Reg A + is an exemption that went into effect in 2015 that allows small businesses to sell their stocks to the general public so almost anyone can invest in a company through crowdfunding. Not only does this open up the world of investing to individuals, but it also enables startups and crowdfunding platforms to raise money from both accredited and non-accredited investors and publicly promote their offerings. It's basically a mini IPO that benefits early-stage companies looking to raise funds, as well as institutional and individual investors looking to invest in an early-stage company.
Stock crowdfunding is still in its infancy, but it is certainly a growing area. For example, the global equity crowdfunding platform OurCrowd announced in March 2019 that it had raised $ 1 billion in funding in just six years.
Cryptocurrency and hard cash
Companies like RYSE, which have started to accept cryptocurrency as a means of payment in their crowdfunding campaign for stocks according to Regulation A +, are in an interesting step against the background of the increasing introduction of cryptocurrency. More and more technology companies are accepting crypto payments. This is a sign that the industry is accepting Deep Technology's promise to improve blockchain technology for greater efficiency, speed, and immutable / secure / low transaction fees. With Tesla, Paypal, and big retailers like Microsoft and Home Depot focusing on cryptocurrency, crypto is a great choice as a form of crowdfunding payment.
Related: 8 Reasons This Might Be The Time To Take Bitcoin Seriously
The professionals beyond finance
There are numerous stories of smart products successfully raising funds through crowdfunding, be it through reward- or share-based platforms. Not every campaign is successful, but of the 50 percent that are successful, 78 percent exceed their goal. What is less documented, however, are the secondary benefits of crowdfunding campaigns.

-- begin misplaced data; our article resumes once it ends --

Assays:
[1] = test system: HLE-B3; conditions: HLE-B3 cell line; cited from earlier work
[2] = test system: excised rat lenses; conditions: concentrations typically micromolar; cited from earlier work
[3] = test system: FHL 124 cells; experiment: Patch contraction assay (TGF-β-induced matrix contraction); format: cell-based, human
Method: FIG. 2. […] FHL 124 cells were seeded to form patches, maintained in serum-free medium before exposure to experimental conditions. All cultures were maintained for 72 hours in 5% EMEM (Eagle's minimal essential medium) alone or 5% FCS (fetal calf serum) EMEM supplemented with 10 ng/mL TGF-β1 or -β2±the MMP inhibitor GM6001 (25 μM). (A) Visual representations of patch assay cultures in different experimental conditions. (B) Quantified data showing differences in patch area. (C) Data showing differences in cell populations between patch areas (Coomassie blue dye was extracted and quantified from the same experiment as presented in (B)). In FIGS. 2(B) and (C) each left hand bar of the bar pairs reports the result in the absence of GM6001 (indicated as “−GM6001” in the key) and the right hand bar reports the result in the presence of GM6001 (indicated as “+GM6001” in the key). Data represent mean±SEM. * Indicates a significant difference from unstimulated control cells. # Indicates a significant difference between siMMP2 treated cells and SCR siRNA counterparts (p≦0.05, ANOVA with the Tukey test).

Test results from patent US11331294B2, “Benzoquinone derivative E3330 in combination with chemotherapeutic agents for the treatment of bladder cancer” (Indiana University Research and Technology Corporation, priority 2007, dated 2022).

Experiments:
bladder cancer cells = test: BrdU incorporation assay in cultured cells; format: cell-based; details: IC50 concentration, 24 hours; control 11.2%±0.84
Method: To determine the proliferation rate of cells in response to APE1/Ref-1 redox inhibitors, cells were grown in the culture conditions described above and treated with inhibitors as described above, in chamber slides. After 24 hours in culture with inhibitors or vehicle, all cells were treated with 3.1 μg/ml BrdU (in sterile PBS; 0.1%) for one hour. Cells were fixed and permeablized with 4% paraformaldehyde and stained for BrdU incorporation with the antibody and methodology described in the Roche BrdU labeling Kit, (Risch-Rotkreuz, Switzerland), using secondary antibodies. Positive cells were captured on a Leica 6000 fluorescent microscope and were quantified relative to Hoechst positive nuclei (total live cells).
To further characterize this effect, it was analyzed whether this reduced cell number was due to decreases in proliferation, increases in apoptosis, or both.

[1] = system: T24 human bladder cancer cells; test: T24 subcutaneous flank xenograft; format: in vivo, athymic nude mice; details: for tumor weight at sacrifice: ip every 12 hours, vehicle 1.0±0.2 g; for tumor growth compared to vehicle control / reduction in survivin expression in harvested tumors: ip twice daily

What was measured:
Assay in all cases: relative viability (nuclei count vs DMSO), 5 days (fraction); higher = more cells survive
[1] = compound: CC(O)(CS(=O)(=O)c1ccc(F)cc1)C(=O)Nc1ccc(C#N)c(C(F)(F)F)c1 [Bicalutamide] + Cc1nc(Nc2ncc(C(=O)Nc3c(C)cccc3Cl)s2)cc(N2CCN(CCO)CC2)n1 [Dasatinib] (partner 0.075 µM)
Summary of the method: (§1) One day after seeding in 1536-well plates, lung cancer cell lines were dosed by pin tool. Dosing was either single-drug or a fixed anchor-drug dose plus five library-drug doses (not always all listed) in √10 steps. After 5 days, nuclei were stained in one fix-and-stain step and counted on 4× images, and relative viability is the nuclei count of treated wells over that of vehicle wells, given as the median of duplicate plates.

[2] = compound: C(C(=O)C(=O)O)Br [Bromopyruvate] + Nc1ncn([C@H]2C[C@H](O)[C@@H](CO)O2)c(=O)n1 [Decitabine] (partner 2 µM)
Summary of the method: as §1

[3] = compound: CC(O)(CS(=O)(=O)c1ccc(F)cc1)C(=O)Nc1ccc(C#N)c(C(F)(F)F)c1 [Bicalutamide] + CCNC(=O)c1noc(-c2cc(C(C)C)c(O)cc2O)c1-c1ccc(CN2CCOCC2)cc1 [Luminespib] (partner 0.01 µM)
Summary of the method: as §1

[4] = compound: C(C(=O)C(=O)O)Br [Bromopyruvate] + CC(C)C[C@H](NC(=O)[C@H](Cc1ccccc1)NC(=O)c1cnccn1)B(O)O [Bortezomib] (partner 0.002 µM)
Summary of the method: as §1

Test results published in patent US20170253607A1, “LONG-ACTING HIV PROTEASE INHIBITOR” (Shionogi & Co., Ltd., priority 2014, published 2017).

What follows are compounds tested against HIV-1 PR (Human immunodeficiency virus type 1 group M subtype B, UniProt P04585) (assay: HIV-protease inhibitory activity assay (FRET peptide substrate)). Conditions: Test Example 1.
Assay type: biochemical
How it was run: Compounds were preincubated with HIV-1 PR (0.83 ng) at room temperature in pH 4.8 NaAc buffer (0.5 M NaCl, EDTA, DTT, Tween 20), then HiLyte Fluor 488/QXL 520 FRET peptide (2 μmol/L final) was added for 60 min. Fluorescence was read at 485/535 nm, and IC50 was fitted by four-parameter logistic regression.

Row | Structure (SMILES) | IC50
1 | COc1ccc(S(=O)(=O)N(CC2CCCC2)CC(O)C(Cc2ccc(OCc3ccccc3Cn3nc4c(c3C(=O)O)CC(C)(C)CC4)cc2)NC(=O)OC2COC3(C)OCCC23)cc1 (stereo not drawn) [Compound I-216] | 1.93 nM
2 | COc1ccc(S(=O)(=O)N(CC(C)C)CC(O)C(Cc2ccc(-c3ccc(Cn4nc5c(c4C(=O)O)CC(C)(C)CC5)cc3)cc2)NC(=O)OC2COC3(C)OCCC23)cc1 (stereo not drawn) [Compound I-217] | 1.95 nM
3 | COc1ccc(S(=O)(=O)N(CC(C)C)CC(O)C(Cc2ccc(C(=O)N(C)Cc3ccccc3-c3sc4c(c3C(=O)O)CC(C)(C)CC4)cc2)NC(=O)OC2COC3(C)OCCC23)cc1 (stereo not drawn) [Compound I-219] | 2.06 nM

This underlines the marketing advantages of crowdfunding. These platforms essentially comprise a large community of enthusiastic and passionate early adopters. Most of the people who invest in crowdfunding tech devices want the product itself, or at least want it to exist. They are actively interested in engaging with new products and offer brands the opportunity to engage with that audience early on and evaluate the viability of the products, build brand awareness, and get feedback – all valuable marketing activities.
The basics of creating a campaign
Always remember that crowdfunding is at its core a marketing campaign. Now that you have chosen the type of crowdfunding and platform, you need to plan your campaign from start to finish. One of the most important elements is your pitch. It has to be short and sharp and your unique selling proposition has to be clear.
Here are five tips to help you build a successful campaign:
The average word count for a successful crowdfunding campaign is 300 to 500 words.
Campaigns are more successful when they include updates to increase supporter engagement.
Campaigns with personal videos bring 105 percent more than campaigns without.
Testimonials create trust. If possible, find experts or respected people to support your campaign
Use whatever you have – articles, videos, interviews, demos, infographics, podcasts, social media campaigns, contests, and anything else you can think of to speak up and help your audience with your product or, more importantly, see your business potential from every angle.
One last thing to remember: don't lose sight of the ultimate goal. A crowdfunding campaign is a whirlwind, but don't let the dust sink in. Once your campaign is over, direct your energy back to development, production, and ongoing sales. You have overcome the funding hurdle, but the product journey is far from over.
Related: 5 Tips For Crowdfunding During The Pandemic